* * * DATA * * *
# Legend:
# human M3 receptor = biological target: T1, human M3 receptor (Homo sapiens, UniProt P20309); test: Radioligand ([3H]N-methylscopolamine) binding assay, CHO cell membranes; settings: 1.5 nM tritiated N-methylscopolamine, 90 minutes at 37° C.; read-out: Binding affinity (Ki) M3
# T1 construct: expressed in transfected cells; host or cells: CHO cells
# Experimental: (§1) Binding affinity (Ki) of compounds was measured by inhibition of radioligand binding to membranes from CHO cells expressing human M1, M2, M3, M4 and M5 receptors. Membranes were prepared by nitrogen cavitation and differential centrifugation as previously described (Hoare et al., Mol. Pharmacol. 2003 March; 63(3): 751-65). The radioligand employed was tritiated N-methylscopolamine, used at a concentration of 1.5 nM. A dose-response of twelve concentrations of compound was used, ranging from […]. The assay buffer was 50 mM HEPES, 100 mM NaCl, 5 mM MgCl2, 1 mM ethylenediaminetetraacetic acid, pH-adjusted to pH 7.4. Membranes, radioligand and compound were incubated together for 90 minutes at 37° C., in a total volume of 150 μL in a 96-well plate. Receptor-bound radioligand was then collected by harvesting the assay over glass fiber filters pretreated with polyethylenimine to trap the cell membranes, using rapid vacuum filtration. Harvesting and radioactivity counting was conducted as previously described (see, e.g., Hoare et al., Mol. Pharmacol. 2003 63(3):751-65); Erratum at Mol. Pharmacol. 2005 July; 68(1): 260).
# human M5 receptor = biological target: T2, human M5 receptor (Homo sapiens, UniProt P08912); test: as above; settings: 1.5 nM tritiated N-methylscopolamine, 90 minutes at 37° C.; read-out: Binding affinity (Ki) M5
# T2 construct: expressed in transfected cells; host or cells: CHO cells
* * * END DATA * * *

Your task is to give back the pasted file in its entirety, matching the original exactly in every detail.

# Legend:
# human M3 receptor = biological target: T1, human M3 receptor (Homo sapiens, UniProt P20309); test: Radioligand ([3H]N-methylscopolamine) binding assay, CHO cell membranes; settings: 1.5 nM tritiated N-methylscopolamine, 90 minutes at 37° C.; read-out: Binding affinity (Ki) M3
# T1 construct: expressed in transfected cells; host or cells: CHO cells
# Experimental: (§1) Binding affinity (Ki) of compounds was measured by inhibition of radioligand binding to membranes from CHO cells expressing human M1, M2, M3, M4 and M5 receptors. Membranes were prepared by nitrogen cavitation and differential centrifugation as previously described (Hoare et al., Mol. Pharmacol. 2003 March; 63(3): 751-65). The radioligand employed was tritiated N-methylscopolamine, used at a concentration of 1.5 nM. A dose-response of twelve concentrations of compound was used, ranging from […]. The assay buffer was 50 mM HEPES, 100 mM NaCl, 5 mM MgCl2, 1 mM ethylenediaminetetraacetic acid, pH-adjusted to pH 7.4. Membranes, radioligand and compound were incubated together for 90 minutes at 37° C., in a total volume of 150 μL in a 96-well plate. Receptor-bound radioligand was then collected by harvesting the assay over glass fiber filters pretreated with polyethylenimine to trap the cell membranes, using rapid vacuum filtration. Harvesting and radioactivity counting was conducted as previously described (see, e.g., Hoare et al., Mol. Pharmacol. 2003 63(3):751-65); Erratum at Mol. Pharmacol. 2005 July; 68(1): 260).
# human M5 receptor = biological target: T2, human M5 receptor (Homo sapiens, UniProt P08912); test: as above; settings: 1.5 nM tritiated N-methylscopolamine, 90 minutes at 37° C.; read-out: Binding affinity (Ki) M5
# T2 construct: expressed in transfected cells; host or cells: CHO cells